Manson Benedict

Born: October 9, 1907 | Lake Linden, MI, US
Died: Monday, September 18, 2006 | Naples, FL, US

Manson Benedict had an early enthusiasm for chemistry, which was promoted both by his father's work and his summer jobs with Calumet and Hecla Copper Company. He entered Cornell University as an undergraduate, but quickly became dissatisfied with his Cornell education. After a year at National Aniline, Benedict decided to enroll at the University of Chicago to obtain a broader liberal education during which he explored economics and socialism. He then went into in a graduate physical chemistry program at MIT and received a National Research Fellowship at Harvard. Benedict ultimately chose to work at Kellogg, where he developed the Benedict-Webb-Rubin equation. He played a significant role in the Manhattan Project, and touches on his subsequent appointment to the Atomic Energy Commission. The concludes with his return to MIT to develop a nuclear engineering curriculum, the accomplishment ofwhich he is most proud. 

The information listed below is current as of the date the transcript was finalized.

			

Interview Details

Interview no.: Oral History 0088
No. of pages: 79
Minutes: 293

Interview Sessions

James J. Bohning
24 January 1991
Naples, Florida

Abstract of Interview

Manson Benedict begins the interview with a discussion of his family background, including the highlights of his father's career in chemistry. He recalls how his early enthusiasm for chemistry was promoted both by his father's work and his summer jobs with Calumet and Hecla Copper Company. He then tells of his dissatisfaction with his Cornell University education, his year at National Aniline, and his decision to enroll at the University of Chicago to obtain a broader liberal education during which he explored economics and socialism. After a colorful description of a summer's work on a fruit farm in Washington state, Benedict describes his enrollment in a graduate physical chemistry program at MIT. He then discusses his National Research Fellowship at Harvard and his decision to work at Kellogg, where he developed the Benedict-Webb-Rubin equation. He describes his significant role in the Manhattan Project, and touches on his subsequent appointment to the Atomic Energy Commission. He concludes with his return to MIT to develop a nuclear engineering curriculum, the accomplishment of which he is most proud.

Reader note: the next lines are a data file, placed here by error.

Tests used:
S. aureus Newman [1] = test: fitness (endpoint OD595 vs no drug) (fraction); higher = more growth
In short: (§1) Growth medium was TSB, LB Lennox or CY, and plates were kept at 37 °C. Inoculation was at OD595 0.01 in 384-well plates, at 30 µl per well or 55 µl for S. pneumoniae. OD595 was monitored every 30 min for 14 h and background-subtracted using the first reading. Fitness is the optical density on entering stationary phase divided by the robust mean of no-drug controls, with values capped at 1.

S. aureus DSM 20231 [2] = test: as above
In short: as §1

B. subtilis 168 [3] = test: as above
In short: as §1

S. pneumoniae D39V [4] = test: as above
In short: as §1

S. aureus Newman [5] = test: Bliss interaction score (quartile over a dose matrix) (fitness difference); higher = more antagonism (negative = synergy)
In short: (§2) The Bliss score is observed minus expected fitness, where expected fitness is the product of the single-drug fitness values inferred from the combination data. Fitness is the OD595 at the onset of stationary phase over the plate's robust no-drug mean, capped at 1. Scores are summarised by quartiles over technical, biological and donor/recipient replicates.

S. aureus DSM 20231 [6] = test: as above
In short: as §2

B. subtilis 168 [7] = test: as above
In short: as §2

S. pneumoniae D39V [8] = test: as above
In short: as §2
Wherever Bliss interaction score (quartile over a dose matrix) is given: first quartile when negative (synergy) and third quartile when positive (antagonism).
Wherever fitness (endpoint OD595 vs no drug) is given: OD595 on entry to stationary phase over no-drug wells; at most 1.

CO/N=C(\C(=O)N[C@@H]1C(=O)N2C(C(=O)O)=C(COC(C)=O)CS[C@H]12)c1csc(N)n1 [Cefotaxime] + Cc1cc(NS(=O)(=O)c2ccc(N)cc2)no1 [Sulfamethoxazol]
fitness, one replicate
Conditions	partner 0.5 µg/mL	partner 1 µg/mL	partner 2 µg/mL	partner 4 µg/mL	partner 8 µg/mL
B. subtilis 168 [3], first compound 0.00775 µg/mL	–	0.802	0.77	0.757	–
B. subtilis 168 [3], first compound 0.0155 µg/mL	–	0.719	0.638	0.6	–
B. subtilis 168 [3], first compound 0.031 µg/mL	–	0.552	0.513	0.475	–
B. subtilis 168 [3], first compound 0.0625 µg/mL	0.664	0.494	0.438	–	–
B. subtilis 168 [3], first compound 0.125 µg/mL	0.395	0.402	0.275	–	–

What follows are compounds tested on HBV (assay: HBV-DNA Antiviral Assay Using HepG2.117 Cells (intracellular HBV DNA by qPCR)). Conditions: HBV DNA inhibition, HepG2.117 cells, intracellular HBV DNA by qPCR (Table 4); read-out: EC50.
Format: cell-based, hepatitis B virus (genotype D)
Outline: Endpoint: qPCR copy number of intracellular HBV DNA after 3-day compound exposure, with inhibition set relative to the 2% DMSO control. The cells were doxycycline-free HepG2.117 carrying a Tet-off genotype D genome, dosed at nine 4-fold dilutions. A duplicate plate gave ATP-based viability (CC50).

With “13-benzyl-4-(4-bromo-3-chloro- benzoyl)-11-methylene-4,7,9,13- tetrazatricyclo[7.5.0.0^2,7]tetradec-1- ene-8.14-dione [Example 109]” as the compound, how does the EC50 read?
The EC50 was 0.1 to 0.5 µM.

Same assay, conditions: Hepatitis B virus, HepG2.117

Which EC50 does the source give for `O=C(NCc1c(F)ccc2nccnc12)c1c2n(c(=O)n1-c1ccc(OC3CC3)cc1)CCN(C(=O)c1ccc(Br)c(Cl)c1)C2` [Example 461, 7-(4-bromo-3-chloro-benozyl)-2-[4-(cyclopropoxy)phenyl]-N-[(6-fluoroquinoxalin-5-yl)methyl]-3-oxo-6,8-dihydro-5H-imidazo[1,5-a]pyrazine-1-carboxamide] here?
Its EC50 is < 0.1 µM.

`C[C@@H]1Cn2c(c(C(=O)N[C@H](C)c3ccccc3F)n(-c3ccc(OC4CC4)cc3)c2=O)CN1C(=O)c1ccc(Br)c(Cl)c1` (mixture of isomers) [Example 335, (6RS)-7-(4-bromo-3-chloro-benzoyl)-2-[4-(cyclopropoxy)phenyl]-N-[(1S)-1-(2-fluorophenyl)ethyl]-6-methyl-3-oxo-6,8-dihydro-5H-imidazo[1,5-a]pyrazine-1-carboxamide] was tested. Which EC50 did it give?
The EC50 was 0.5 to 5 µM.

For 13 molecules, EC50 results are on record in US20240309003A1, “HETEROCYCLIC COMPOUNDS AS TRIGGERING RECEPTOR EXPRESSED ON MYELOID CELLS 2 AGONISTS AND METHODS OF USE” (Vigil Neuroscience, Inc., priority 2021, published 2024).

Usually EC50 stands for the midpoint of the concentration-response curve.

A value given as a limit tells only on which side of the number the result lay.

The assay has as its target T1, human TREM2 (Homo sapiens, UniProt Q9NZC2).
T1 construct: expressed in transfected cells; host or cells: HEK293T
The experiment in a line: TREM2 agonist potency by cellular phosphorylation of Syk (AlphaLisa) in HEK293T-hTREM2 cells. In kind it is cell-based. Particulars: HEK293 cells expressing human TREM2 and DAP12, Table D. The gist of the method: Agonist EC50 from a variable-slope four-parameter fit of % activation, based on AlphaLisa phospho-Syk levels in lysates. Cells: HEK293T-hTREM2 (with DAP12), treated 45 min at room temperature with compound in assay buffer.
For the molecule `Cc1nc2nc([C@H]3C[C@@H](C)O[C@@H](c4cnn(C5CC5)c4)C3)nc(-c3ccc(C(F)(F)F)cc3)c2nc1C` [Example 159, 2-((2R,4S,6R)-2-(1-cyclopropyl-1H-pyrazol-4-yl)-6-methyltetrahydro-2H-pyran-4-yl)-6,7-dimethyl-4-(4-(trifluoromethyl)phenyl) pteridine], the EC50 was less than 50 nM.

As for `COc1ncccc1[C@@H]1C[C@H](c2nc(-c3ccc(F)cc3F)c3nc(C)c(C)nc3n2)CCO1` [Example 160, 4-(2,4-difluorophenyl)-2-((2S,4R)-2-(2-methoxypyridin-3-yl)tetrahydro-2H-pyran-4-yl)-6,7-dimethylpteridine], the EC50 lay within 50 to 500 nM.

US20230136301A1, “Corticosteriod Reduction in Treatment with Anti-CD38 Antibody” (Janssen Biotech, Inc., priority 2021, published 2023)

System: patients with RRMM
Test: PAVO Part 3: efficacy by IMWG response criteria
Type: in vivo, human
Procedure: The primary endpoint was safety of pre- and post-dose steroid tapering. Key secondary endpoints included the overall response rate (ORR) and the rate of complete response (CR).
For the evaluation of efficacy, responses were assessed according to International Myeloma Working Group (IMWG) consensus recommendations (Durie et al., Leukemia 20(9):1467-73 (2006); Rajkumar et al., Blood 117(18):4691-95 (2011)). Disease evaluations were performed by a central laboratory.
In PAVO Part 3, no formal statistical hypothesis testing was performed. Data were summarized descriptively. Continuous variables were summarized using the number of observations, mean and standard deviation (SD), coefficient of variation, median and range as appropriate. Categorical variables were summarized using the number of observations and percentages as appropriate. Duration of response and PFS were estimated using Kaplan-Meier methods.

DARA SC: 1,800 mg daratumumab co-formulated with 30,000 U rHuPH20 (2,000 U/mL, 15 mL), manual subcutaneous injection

Education

Year Institution Degree Discipline
1928 Cornell University BChem
1932 Massachusetts Institute of Technology MS Physical Chemistry
1935 Massachusetts Institute of Technology PhD Physical Chemistry

Professional Experience

National Aniline and Chemical Co.

1929 to 1930
Research Chemist
1937 to 1938
Research Chemist

Harvard University

1935 to 1936
National Research Council Fellow
1936 to 1937
Research Associate in Geophysics

M. W. Kellogg Company

1938 to 1943
Research Chemist

Hydrocarbon Research Inc.

1943 to 1951
Director, Process Development

Atomic Energy Commission

1951 to 1957
Chief, Operational Analysis Staff

National Research Corporation

1951 to 1957
Scientific Advisor

Massachusetts Institute of Technology

1951 to 1969
Professor of Nuclear Engineering
1958 to 1971
Head, Nuclear Engineering Department
1969 to 1973
Institute Professor
1973 to 1992
Institute Professor Emeritus

Burns and Roe, Inc.

1979 to 1985
Director

Honors

Year(s) Award
1947

William H. Walker Award, American Institute of Chemical Engineers

1963

Industrial and Engineering Chemistry Award, American Chemical Society

1966

Perkin Medal, Society of Chemical Industry (American Section)

1966

Founders Award, American Institute of Chemical Engineers

1968

Robert E. Wilson Award, American Institute of Chemical Engineers

1969

Arthur Holly Compton Award, American Nuclear Society

1972

Enrico Fermi Award, U. S. Atomic Energy Commission

1975

John Fritz Medal, American Institute of Chemical Engineers

1976

National Medal of Science

1976

Founders Award, National Academy of Engineering